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Medicare for all is certainly a possibility, but the devil is in the details.
The current tax rate for Medicare is 1.45% for an individual and 1.45% for an employer, or 2.9% total (and for private contractors). If we were to move to a single-payer system that provides all the services that Medicare does then that percent would need to be drastically increased.
I'm strongly in favor of single-payer healthcare, but I also believe that advocates of it are woefully underestimating the cost of providing quality care for 330 million people. Medicare already consumes 15% of the Federal budget and it only provides coverage for Americans 65 and older. If we were to enact a program for the entire population then we better be prepared to pay drastically more in taxes in order to get it.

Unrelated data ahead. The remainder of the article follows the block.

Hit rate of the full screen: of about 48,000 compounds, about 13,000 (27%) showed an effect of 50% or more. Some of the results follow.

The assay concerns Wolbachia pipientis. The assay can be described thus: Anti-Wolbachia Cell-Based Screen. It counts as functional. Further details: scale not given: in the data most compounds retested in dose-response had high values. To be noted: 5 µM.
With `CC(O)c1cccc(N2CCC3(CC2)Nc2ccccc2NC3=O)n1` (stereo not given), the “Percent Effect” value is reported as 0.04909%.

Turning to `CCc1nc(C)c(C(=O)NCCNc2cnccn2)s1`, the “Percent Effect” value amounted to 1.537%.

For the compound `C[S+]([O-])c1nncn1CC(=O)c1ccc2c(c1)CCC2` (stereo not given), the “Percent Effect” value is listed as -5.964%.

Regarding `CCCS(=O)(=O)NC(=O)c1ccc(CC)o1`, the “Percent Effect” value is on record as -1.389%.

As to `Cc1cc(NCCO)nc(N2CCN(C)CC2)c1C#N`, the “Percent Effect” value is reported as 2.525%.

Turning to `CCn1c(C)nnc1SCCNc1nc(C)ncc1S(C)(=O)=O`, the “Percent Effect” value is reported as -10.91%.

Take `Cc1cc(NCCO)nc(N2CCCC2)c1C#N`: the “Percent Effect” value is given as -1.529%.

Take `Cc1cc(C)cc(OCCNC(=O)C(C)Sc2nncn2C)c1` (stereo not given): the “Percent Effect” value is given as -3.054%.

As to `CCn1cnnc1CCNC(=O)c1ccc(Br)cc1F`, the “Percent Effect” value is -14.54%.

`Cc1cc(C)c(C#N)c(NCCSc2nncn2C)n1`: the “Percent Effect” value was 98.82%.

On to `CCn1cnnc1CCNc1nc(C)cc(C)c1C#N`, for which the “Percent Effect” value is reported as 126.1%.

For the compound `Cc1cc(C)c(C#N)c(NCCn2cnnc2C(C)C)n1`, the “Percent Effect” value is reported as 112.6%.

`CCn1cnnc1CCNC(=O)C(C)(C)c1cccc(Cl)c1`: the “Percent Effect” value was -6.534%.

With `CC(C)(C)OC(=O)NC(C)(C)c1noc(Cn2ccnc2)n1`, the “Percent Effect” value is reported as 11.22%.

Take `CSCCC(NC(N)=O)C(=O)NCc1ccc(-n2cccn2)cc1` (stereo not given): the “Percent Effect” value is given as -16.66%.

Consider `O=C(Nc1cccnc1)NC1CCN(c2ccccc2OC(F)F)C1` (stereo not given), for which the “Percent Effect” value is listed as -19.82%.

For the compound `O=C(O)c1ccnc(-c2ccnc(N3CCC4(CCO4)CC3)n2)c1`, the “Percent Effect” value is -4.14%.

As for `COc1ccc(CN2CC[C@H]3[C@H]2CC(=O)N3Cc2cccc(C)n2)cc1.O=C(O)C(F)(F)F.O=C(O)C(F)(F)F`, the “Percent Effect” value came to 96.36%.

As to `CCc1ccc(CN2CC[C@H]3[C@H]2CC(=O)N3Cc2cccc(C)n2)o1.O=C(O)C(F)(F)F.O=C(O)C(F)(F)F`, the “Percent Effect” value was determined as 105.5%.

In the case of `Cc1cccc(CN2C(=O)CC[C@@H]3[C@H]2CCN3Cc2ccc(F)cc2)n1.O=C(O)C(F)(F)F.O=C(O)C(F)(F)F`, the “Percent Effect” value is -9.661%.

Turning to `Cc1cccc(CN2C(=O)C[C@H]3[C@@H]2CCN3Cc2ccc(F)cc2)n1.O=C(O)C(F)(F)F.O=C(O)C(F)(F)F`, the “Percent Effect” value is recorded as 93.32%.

Now, that tax increase will correlate nicely with no longer having to pay monthly premiums for your employer based insurance, but not everyone is going to come out ahead in this scenario. Wealthy individuals with top of the line health insurance will certainly fight tooth and nail to keep things just the way they are. As will "low information voters" who think they have great health coverage right now, but would actually benefit from a single-payer system.
It would be a monumental task to pass a well functioning single-payer bill into law and it won't be happening anytime soon considering the current makeup of Congress and the Presidency. However, it is an interesting thought experiment to explore the pro's and con's of instituting Medicare for all.